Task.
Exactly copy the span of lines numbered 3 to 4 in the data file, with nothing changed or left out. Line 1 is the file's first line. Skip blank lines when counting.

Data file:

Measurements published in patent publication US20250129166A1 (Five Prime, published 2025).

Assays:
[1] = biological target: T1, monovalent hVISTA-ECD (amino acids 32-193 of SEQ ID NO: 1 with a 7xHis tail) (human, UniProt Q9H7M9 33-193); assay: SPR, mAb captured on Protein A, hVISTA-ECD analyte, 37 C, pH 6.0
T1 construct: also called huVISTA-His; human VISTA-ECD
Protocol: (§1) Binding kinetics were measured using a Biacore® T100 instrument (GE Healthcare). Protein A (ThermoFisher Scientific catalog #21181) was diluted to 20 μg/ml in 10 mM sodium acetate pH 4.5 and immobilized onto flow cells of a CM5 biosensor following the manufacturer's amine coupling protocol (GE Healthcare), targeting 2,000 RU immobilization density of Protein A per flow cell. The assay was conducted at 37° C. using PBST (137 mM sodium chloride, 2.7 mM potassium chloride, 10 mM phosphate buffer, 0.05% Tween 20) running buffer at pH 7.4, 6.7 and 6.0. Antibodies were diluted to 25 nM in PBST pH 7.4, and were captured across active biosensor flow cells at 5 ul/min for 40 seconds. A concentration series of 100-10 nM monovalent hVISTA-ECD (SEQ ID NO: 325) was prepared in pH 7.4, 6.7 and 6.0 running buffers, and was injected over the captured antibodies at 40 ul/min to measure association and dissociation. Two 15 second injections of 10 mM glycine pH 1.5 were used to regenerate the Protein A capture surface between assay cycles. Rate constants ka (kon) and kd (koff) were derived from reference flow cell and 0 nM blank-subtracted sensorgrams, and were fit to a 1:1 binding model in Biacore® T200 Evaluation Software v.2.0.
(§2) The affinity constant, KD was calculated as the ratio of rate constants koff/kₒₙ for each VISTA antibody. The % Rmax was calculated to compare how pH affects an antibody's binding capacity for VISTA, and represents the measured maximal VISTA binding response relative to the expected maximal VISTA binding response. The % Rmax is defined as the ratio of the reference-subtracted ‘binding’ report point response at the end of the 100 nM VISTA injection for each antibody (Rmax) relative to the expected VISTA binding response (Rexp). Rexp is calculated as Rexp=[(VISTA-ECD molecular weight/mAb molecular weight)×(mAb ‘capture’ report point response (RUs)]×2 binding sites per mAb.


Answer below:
[1] = biological target: T1, monovalent hVISTA-ECD (amino acids 32-193 of SEQ ID NO: 1 with a 7xHis tail) (human, UniProt Q9H7M9 33-193); assay: SPR, mAb captured on Protein A, hVISTA-ECD analyte, 37 C, pH 6.0
T1 construct: also called huVISTA-His; human VISTA-ECD